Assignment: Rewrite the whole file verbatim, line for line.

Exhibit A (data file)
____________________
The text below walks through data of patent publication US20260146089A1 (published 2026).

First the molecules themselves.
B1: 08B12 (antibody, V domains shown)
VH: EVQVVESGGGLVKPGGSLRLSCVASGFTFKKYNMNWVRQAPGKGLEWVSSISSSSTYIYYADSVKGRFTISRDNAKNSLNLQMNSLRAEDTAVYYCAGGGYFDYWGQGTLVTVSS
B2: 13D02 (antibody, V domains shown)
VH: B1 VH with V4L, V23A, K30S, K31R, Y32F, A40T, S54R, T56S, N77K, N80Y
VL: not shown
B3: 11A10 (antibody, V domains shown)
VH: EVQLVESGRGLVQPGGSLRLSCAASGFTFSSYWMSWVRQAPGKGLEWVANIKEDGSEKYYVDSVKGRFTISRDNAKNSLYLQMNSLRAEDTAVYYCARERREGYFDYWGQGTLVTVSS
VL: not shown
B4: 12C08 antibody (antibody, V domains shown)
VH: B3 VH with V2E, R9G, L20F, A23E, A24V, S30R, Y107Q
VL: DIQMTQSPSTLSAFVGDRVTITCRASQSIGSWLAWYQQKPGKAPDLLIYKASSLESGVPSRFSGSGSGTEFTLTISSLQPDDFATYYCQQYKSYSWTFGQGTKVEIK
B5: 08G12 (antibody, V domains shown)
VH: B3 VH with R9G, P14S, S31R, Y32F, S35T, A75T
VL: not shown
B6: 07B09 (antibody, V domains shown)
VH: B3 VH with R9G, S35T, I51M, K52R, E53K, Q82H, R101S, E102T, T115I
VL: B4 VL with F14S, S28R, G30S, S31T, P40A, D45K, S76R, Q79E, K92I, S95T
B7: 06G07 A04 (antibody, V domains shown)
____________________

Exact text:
The text below walks through data of patent publication US20260146089A1 (published 2026).

First the molecules themselves.
B1: 08B12 (antibody, V domains shown)
VH: EVQVVESGGGLVKPGGSLRLSCVASGFTFKKYNMNWVRQAPGKGLEWVSSISSSSTYIYYADSVKGRFTISRDNAKNSLNLQMNSLRAEDTAVYYCAGGGYFDYWGQGTLVTVSS
B2: 13D02 (antibody, V domains shown)
VH: B1 VH with V4L, V23A, K30S, K31R, Y32F, A40T, S54R, T56S, N77K, N80Y
VL: not shown
B3: 11A10 (antibody, V domains shown)
VH: EVQLVESGRGLVQPGGSLRLSCAASGFTFSSYWMSWVRQAPGKGLEWVANIKEDGSEKYYVDSVKGRFTISRDNAKNSLYLQMNSLRAEDTAVYYCARERREGYFDYWGQGTLVTVSS
VL: not shown
B4: 12C08 antibody (antibody, V domains shown)
VH: B3 VH with V2E, R9G, L20F, A23E, A24V, S30R, Y107Q
VL: DIQMTQSPSTLSAFVGDRVTITCRASQSIGSWLAWYQQKPGKAPDLLIYKASSLESGVPSRFSGSGSGTEFTLTISSLQPDDFATYYCQQYKSYSWTFGQGTKVEIK
B5: 08G12 (antibody, V domains shown)
VH: B3 VH with R9G, P14S, S31R, Y32F, S35T, A75T
VL: not shown
B6: 07B09 (antibody, V domains shown)
VH: B3 VH with R9G, S35T, I51M, K52R, E53K, Q82H, R101S, E102T, T115I
VL: B4 VL with F14S, S28R, G30S, S31T, P40A, D45K, S76R, Q79E, K92I, S95T
B7: 06G07 A04 (antibody, V domains shown)